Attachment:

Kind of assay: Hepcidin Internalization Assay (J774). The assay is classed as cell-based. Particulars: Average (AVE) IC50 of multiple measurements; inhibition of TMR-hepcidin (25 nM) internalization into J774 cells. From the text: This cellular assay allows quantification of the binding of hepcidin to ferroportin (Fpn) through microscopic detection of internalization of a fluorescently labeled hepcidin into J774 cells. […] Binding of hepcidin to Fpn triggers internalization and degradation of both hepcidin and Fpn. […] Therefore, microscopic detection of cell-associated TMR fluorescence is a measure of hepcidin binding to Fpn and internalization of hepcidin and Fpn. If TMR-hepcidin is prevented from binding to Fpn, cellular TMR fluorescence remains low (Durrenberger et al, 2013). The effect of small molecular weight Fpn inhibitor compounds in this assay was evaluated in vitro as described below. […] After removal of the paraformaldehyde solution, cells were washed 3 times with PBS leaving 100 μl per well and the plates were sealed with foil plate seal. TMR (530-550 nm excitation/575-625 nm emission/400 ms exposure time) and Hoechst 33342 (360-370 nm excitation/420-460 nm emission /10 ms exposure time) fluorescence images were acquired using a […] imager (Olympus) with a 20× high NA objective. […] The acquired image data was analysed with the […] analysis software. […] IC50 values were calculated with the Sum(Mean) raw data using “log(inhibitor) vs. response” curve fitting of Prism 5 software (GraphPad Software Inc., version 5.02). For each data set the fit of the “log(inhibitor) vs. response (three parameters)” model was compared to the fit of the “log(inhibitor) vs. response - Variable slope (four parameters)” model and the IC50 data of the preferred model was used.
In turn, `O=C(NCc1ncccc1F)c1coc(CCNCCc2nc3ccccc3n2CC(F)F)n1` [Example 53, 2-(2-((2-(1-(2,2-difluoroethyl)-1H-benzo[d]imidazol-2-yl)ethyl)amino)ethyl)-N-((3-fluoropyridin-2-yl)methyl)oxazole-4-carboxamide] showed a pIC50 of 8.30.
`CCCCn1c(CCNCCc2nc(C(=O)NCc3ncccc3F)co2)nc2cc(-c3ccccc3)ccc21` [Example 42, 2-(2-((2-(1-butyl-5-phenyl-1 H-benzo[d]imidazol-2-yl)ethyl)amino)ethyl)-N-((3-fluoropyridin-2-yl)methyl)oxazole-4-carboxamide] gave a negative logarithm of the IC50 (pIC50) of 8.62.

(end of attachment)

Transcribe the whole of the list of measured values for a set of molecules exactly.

Kind of assay: Hepcidin Internalization Assay (J774). The assay is classed as cell-based. Particulars: Average (AVE) IC50 of multiple measurements; inhibition of TMR-hepcidin (25 nM) internalization into J774 cells. From the text: This cellular assay allows quantification of the binding of hepcidin to ferroportin (Fpn) through microscopic detection of internalization of a fluorescently labeled hepcidin into J774 cells. […] Binding of hepcidin to Fpn triggers internalization and degradation of both hepcidin and Fpn. […] Therefore, microscopic detection of cell-associated TMR fluorescence is a measure of hepcidin binding to Fpn and internalization of hepcidin and Fpn. If TMR-hepcidin is prevented from binding to Fpn, cellular TMR fluorescence remains low (Durrenberger et al, 2013). The effect of small molecular weight Fpn inhibitor compounds in this assay was evaluated in vitro as described below. […] After removal of the paraformaldehyde solution, cells were washed 3 times with PBS leaving 100 μl per well and the plates were sealed with foil plate seal. TMR (530-550 nm excitation/575-625 nm emission/400 ms exposure time) and Hoechst 33342 (360-370 nm excitation/420-460 nm emission /10 ms exposure time) fluorescence images were acquired using a […] imager (Olympus) with a 20× high NA objective. […] The acquired image data was analysed with the […] analysis software. […] IC50 values were calculated with the Sum(Mean) raw data using “log(inhibitor) vs. response” curve fitting of Prism 5 software (GraphPad Software Inc., version 5.02). For each data set the fit of the “log(inhibitor) vs. response (three parameters)” model was compared to the fit of the “log(inhibitor) vs. response - Variable slope (four parameters)” model and the IC50 data of the preferred model was used.
In turn, `O=C(NCc1ncccc1F)c1coc(CCNCCc2nc3ccccc3n2CC(F)F)n1` [Example 53, 2-(2-((2-(1-(2,2-difluoroethyl)-1H-benzo[d]imidazol-2-yl)ethyl)amino)ethyl)-N-((3-fluoropyridin-2-yl)methyl)oxazole-4-carboxamide] showed a pIC50 of 8.30.
`CCCCn1c(CCNCCc2nc(C(=O)NCc3ncccc3F)co2)nc2cc(-c3ccccc3)ccc21` [Example 42, 2-(2-((2-(1-butyl-5-phenyl-1 H-benzo[d]imidazol-2-yl)ethyl)amino)ethyl)-N-((3-fluoropyridin-2-yl)methyl)oxazole-4-carboxamide] gave a negative logarithm of the IC50 (pIC50) of 8.62.